Along the river are pagodas and also the tombs of former emperors. These burial sites and tombs were identified and designed in the lifetime of an emperor and they are more like small palaces than a burial site, set in carefully selected beautiful sites out of the city along the river. Although there are temples and memorials in these sites, actually the emperors are buried somewhere in the large enclosure but with no one knowing exactly where. Fear of exhumation was such that the Emperor himself was buried secretly in an unmarked grave somewhere on the sit, which was usually tended by former wives of which they could have hundreds.
The City itself is dominated by the Citadel an enormous construction surrounded by some 10kms of walls. The Citadel suffered huge damage in the Vietnam War in the Tet offensive such that many of the buildings have been destroyed. Some have been restored and it is a wonderful place to visit, although you need time to do that. Many people bypass Hue and their way North and South but for me it was one of my favourite cities in Vietnam and a must visit.
The Marble Mountains are 5 marble and limestone hills that are just south of Da Nang on the east coast of Vietnam. The area is famous for marble creations although the marble no longer comes from these hills but is brought from other parts of Vietnam. Each of the hills has a name relating to an element, metal, water, wood, fire and earth. The hills are on an essentially flat coastal plain and rise out of the plain in an almost random way.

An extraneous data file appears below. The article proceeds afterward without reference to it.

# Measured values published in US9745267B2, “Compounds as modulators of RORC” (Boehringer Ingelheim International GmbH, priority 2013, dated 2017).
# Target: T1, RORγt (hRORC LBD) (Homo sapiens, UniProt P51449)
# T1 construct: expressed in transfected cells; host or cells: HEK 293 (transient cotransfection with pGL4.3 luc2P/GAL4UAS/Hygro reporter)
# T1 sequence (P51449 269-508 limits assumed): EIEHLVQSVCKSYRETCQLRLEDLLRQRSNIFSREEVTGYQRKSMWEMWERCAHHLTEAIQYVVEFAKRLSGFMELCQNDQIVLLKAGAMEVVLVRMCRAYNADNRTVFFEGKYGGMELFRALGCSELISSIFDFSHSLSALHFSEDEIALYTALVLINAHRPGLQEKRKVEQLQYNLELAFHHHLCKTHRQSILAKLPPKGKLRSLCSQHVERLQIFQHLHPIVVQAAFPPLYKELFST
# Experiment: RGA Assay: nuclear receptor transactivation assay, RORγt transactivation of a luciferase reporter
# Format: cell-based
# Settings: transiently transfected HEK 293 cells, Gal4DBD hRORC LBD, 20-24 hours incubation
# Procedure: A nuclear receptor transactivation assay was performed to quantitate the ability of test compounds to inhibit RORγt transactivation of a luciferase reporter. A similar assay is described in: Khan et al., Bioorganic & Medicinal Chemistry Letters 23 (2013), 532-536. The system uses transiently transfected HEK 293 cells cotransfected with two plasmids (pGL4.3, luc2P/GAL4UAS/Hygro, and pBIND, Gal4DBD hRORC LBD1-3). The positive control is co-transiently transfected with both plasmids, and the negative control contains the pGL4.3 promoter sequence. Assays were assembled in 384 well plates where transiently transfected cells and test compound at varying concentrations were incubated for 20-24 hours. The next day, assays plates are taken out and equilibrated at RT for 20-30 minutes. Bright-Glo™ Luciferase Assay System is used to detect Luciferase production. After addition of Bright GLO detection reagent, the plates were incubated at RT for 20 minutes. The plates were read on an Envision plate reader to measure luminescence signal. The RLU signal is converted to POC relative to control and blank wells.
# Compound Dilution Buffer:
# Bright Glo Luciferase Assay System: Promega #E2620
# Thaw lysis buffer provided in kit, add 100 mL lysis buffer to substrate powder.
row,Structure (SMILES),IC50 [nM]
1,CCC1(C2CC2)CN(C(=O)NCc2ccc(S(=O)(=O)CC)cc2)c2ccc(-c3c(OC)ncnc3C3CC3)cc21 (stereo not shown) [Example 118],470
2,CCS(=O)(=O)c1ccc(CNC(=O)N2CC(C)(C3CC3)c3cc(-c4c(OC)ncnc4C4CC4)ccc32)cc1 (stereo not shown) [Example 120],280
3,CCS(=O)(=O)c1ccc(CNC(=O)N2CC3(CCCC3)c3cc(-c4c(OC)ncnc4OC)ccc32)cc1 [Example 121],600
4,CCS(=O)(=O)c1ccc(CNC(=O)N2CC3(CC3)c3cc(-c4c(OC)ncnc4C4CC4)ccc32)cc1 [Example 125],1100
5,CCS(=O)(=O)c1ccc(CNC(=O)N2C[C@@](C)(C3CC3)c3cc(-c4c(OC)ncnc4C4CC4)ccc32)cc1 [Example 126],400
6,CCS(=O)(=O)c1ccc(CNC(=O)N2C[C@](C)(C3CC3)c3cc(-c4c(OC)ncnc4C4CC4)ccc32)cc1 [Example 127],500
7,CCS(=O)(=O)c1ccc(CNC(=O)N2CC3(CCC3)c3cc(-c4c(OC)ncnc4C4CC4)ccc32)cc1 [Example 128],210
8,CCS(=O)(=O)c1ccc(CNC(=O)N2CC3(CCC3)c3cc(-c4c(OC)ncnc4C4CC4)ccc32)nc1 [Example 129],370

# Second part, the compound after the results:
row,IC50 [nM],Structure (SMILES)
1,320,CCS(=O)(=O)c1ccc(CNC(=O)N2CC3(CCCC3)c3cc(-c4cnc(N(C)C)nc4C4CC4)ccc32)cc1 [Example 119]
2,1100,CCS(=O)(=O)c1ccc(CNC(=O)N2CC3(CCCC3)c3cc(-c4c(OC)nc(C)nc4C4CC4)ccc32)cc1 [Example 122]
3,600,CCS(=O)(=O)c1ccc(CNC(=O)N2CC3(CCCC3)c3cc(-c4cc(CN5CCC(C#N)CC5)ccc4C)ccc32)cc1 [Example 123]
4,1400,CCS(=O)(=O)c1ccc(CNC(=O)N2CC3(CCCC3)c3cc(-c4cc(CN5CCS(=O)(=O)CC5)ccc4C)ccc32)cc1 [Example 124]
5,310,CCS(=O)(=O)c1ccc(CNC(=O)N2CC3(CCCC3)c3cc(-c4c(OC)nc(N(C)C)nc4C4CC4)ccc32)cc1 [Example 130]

These marble factories produce amazing carvings, all entirely carved and polished by hand. You can buy designs there or they make designs to order. The craftsmanship is amazing although there is a major discrepancy between what a carving costs and what someone gets paid to make one. You can wander round the marble factories and watch the carvings being made all the way from a block of marvel to a beautiful modern or traditional carving.
Buddhist sanctuaries and grottos are inside the mountains, having been constructed to fit the contours, and these themselves have some extraordinary and intricate work. There is a lift up part of the mountain that is accessible to visitors, followed by some 150 steps up to the summit. The amazing views from the mountains look out over the beautiful beaches of this part of the country and west across the plain to the mountains in the distance. These hills have been a look out point for centuries.
It is said that in the Vietnam war the Vietcong had a hospital in these hills close to an air force base hiding its existence effectively in plain sight. There are tickets to buy but reasonable priced. The local currency, the Dong, has a lot of zeros in it which is quite hard to get used to, so you have to remember that when you are told that something costs say 250, you need to add three zeros to that figure!
This area of coast is now subject to huge development for the tourist industry with big and numerous resorts being built down the coast from Da Nang to cater for the tourist trade predominantly from China, Korea and Japan. In a way it is a sad sight because the natural beauty of the coast here is stunning. But ask a Vietnamese person about it and they are happy that it will bring income and prosperity to the area, the classic conundrum of development.